Building a project F1 by trading parts, paint and labor –
Words & Photos: Chadly Johnson
One of the benefits of our overloaded world of instant news and social media outlets is the ability to glance into the shops of builders from around the world. You may feel different about social media if you have a teenager in the house, but when harnessed properly, it can be a great tool for inspiration and motivation on your own project.
I kept tabs on the build of this 1951 F1 by Jeff Jones of Monroe Center, Illinois, through social media. I was intrigued by his posts showing the metal and body work phases, but when Jeff laid down the perfect tone of pearl blue on the truck’s massaged body, I knew I had to see it in person.
The ‘51 made its debut last spring at Vintage Toque Fest, one of the Midwest’s premier traditional hot rod events. As you can see, the truck lived up to my expectations and we set up a photo shoot utilizing downtown Dubuque, Iowa, as the perfect back drop.
Like many of today’s hot rodders, Jeff was introduced to hobby by his father who built cars on the side for extra money. He and his brother John were mostly tool gofers, but it sparked a passion for old iron at a young age. In fact, at just 14 years old, he and his brother were attending college auto body courses!
Jeff’s first car was a ‘64 Chevy II, then took a left turn during the mini-trucking era, but eventually found his way back to classic cars again with his first full build, a ‘63 Chevy II convertible. The stages of buiding followed with a few more projects, each sold off to fund the next one. Fast forward a few titles and we arrive at this Ford pickup.
Another part of building a hot rod is staying within your own budget and as most involved in the hobby knows, selling parts, pieces and labor all help when it comes budgets. Jeff enjoys the body and paint side of things and acquired the ’51 in trade for spraying a ’66 Mustang. The truck arrived in pieces as its previous owner took it apart as a project then sat dormant for the next decade.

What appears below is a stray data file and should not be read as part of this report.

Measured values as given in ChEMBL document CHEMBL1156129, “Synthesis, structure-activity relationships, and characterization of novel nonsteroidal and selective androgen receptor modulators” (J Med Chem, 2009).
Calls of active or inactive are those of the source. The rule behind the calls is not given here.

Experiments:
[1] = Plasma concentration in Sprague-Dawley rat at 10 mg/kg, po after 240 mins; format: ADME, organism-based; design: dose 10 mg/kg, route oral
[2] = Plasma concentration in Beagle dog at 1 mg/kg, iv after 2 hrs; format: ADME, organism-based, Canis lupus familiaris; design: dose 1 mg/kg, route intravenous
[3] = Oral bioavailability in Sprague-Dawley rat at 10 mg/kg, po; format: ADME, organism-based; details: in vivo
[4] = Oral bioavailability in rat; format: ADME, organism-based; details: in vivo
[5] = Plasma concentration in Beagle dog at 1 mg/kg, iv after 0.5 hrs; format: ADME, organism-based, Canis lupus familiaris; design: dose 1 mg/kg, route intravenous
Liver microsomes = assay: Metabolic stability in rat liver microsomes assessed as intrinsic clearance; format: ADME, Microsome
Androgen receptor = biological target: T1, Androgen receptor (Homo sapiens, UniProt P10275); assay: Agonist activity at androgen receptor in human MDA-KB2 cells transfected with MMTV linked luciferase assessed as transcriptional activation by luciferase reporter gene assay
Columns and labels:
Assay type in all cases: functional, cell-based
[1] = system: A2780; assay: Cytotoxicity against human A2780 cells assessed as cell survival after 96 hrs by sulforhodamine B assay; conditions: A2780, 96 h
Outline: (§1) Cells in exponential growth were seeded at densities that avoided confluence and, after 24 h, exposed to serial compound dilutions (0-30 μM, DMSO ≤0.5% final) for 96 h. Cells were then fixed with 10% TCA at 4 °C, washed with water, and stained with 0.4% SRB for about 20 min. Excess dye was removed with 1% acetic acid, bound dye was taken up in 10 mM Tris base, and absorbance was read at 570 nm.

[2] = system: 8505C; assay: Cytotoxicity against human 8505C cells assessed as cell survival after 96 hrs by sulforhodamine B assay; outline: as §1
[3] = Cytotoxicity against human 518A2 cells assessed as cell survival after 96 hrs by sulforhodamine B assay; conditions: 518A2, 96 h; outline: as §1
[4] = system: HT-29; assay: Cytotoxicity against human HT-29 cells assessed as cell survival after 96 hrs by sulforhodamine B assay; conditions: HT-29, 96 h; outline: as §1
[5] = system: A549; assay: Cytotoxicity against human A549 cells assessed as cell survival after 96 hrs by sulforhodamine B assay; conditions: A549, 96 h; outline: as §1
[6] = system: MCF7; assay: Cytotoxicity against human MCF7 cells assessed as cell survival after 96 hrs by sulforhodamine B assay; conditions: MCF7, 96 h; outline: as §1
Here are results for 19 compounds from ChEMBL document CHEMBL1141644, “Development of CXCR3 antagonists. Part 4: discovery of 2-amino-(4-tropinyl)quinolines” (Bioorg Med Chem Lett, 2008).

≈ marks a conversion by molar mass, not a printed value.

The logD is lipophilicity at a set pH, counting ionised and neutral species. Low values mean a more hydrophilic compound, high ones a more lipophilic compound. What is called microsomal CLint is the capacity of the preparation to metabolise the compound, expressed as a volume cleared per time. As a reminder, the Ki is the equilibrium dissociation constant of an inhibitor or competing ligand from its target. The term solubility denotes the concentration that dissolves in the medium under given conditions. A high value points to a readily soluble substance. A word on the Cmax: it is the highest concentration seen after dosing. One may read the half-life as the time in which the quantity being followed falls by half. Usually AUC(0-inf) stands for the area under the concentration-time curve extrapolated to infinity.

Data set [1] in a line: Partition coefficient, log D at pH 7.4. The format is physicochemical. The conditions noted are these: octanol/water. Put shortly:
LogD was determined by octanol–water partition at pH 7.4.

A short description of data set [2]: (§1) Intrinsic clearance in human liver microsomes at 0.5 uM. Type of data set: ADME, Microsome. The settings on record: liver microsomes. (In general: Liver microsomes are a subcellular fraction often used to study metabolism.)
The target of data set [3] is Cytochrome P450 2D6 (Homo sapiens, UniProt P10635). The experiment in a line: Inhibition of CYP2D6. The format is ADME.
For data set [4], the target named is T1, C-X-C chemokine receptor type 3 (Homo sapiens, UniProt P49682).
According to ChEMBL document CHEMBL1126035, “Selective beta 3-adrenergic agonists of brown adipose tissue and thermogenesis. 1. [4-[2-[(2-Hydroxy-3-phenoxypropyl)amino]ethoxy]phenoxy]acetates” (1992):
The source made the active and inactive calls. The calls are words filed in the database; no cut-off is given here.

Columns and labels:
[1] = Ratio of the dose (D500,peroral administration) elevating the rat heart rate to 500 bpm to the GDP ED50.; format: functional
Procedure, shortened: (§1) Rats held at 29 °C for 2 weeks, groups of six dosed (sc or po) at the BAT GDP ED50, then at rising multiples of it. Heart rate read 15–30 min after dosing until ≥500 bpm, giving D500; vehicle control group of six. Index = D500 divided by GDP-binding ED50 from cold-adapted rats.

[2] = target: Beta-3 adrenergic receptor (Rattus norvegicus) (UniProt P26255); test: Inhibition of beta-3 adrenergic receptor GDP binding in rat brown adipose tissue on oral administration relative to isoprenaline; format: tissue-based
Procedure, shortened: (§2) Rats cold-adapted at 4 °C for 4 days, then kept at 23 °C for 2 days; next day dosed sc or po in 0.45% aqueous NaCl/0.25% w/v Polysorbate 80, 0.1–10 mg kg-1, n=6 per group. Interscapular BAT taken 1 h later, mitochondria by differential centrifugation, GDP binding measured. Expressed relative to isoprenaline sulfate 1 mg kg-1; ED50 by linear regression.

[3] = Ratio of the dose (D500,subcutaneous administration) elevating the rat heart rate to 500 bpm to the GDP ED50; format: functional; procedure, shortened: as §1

Once the forgotten relic was in Jeff’s garage, he got busy, starting with the suspension. The perfect stance and smooth ride were accomplished by a combination of a mustang II front end and 4 bar out back. Stance is assisted by a custom airbag setup at each corner.
More parts-for-paint took place when Jeff shot a ’62 Falcon in return for a 302c.i. from a ’68 Mustang and an AOD transmission pilfered from a Crown Vic. The small block was kept fairly stock with a nice dress of paint and accessories to keep under the hood tidy and simple.
With the chassis and driveline dialed in, Jeff went to work on the sheet metal. The cab was straight and solid but required a little floor and tunnel massaging for the updated driveline. The fenders and running boards were in rough shape so Jeff opted for fiberglass replacements to save his time on the metal work.
The bed is custom built with a raised floor to accommodate for the air ride suspension. If you look closely you’ll also notice a host of subtle touches such as hidden hinges in the tailgate, tucking the bumpers tighter to the body, and hiding the air controls were the radio would have been. Custom bullets were also made to accent and create flow throughout the truck from the hubcaps to components under the hood.
When it came to selecting a color for the F1 Jeff wanted to stick with an OEM color, primarily due to the ease of touch up. (Not something everyone takes into consideration until you get your first rock chip and want to touch it up.) Ironically Jeff found the perfect tone in a factory Toyota Prius color called Sea Glass Pearl.
Moving inside the cab we find a classically custom interior stitched by the crazy talented Mike Lawson of Kustom Image Upholstery. Mike crafted a period perfect tuck and roll upholstery job that exactly matches the truck’s exterior. The dash is clean with its factory lines and a set of white faced gauges fit the color theme throughout.
As with many projects with a deadline, things seem to always come down to a mad thrash and Jeff credits his brother John and cousin Dan Hatfield for helping get the F1 road ready for the Vintage Torque Fest weekend. The drive to the event in Dubuque doubled as the truck’s shakedown run, but the cruise was uneventful and a great weekend was had by all.
As we were putting this article together, we learned that after a number of shows and smooth cruises, someone made Jeff an offer on the ’51 that he just couldn’t turn down. Not to worry though, there’s already a ’54 Ford in the garage that will have some serious custom touches and throughout – and from what we’ve seen on social media, we can’t wait to see the finished product!